• Windmills rely on an inversion layer occurring during a radiative frost. Their efficiency is therefore dependent on the frost type. With a thermal inversion during a radiative frost, warm air can be only a few metres above the ground and within reach of the windmill. The goal is to mix the warm and cool air layers to maintain temperature above the lethal threshold for buds. The mean gain is about 1°C at a 100m distance for a fixed windmill. The gain can be enhanced by up to 3°C with the addition of a burner. The cost is around €45,000 for a fixed windmill without burner. The carbon footprint is dependent on the energy of the engine. The main problem for windmills is that they do not work if the inversion layer is too high or during an advective frost. The noise can also disturb any neighbours.
  • PEL-101-GV is an elicitor tested from 2004 to 2013 in Champagne. The principle is to increase the plant resistance to cold using a patented process. The efficiency depends on the phenological stage from zero before one leaf, to 0-50% after one leaf for a -2.5°C frost. The cost is about €200 per application. The carbon footprint is the same as that of any type of spray application.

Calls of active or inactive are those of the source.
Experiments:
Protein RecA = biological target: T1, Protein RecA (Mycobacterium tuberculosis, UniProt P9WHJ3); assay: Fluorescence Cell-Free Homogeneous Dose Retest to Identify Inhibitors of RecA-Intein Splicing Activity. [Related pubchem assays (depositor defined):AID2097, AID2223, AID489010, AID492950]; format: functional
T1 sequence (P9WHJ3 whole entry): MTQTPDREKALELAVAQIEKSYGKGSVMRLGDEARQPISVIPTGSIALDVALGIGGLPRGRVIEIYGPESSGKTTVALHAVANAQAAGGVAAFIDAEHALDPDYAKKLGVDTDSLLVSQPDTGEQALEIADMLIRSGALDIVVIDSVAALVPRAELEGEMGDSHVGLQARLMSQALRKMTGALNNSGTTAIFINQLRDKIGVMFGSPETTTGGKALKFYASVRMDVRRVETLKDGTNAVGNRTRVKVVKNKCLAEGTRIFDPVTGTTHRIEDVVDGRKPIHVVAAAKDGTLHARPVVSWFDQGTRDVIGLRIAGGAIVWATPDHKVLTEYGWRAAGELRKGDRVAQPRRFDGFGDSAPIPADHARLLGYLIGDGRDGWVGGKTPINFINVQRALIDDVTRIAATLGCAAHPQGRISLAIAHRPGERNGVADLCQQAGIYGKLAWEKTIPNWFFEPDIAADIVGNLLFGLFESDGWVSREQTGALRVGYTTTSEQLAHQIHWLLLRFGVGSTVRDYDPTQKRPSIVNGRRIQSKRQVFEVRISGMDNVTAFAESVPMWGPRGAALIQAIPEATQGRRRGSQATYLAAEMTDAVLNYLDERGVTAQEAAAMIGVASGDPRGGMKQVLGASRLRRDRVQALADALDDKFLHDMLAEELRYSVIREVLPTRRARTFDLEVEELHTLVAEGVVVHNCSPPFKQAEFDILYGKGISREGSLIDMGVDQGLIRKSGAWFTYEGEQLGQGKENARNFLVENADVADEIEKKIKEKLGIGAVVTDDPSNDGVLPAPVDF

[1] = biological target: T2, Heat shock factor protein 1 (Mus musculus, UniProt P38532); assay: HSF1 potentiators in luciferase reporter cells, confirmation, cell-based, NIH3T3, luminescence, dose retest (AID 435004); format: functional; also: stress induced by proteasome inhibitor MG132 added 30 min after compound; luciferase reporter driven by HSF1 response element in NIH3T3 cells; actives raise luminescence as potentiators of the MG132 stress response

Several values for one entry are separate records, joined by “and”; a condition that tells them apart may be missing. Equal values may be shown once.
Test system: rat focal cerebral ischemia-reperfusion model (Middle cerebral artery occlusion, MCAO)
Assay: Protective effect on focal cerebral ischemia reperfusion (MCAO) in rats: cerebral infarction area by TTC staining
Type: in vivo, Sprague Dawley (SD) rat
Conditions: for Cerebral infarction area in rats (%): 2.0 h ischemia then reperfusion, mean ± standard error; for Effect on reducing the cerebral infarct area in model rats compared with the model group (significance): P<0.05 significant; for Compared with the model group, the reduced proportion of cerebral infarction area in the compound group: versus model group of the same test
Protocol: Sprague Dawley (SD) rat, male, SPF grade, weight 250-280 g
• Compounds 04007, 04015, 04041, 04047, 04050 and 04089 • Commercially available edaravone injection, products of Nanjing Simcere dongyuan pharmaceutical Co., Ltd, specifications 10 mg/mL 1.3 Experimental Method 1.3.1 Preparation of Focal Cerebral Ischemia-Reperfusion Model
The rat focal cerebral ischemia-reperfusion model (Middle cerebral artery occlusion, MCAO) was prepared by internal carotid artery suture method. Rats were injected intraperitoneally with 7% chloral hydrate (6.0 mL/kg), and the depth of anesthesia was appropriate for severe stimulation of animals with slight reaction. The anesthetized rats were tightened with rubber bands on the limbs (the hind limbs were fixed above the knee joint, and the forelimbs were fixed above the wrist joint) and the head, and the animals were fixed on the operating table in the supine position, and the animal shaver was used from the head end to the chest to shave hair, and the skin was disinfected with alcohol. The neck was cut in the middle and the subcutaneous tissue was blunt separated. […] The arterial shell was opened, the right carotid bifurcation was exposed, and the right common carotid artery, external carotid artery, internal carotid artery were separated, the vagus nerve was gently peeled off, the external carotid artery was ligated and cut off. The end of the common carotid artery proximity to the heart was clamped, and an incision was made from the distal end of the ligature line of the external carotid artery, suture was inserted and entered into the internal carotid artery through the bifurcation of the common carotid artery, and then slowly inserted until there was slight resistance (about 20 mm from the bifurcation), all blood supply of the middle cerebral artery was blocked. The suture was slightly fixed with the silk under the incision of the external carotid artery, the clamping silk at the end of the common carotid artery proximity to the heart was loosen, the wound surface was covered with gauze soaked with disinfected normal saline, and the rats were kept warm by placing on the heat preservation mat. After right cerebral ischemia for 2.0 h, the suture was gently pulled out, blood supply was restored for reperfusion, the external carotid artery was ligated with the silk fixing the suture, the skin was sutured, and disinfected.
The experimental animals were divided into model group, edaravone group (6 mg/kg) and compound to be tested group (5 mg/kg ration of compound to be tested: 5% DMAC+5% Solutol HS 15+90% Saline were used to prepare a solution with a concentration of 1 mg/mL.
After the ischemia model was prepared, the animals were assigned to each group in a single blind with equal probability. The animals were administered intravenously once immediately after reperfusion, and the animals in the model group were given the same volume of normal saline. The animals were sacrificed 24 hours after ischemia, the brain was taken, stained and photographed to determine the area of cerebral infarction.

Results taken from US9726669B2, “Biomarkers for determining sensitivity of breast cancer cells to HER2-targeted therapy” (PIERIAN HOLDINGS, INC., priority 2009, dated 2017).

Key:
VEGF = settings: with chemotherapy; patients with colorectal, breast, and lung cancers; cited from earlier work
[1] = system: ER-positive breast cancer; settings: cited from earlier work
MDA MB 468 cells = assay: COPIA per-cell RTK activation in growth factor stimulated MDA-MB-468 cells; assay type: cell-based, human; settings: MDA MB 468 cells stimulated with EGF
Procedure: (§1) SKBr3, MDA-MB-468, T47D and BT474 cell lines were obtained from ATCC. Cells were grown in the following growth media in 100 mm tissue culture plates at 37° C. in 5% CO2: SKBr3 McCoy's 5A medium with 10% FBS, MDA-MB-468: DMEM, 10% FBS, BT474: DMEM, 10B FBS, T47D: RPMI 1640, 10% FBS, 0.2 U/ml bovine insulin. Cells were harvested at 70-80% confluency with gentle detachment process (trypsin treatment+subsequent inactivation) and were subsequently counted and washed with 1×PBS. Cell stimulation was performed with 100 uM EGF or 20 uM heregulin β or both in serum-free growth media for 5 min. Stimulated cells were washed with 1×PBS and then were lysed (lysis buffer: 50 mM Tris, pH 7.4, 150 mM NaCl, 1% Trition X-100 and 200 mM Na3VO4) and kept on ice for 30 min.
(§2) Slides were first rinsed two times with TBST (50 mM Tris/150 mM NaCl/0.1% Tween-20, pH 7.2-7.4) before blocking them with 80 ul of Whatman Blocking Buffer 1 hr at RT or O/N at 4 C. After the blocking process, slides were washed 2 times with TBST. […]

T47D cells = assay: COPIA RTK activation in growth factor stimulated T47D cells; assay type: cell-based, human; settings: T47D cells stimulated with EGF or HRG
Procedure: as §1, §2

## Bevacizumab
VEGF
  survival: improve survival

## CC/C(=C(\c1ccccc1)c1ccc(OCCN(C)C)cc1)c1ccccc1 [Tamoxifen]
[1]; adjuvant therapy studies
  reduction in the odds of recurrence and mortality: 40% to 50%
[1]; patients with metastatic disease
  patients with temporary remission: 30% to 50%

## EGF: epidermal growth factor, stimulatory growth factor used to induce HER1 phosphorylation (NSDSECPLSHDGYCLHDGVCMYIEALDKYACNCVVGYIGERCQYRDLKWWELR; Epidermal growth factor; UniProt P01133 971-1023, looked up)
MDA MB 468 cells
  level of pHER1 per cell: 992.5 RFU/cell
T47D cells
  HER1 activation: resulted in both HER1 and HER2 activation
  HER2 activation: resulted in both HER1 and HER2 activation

• Electric heating cables have been tested in Champagne from 1992 to 2003. Experimentation with new types of cables restarted in 2017 and is still in progress. The cables are tied close to the shoots which means that in Champagne this type of protection is only possible for Guyot simple and Cordon de Royat pruning methods. The results show an efficiency of around 70 to 90% for a -4°C radiative frost which can decrease to 30% for a -8°C advective frost. The cost is between €45,000 and €100,000 per hectare, including the price of an electric generator. The main problem with this type of protection is the very important power requirement (at least 200 kW/ha). The carbon footprint is dependent on the power generation method.

For the full report, click here.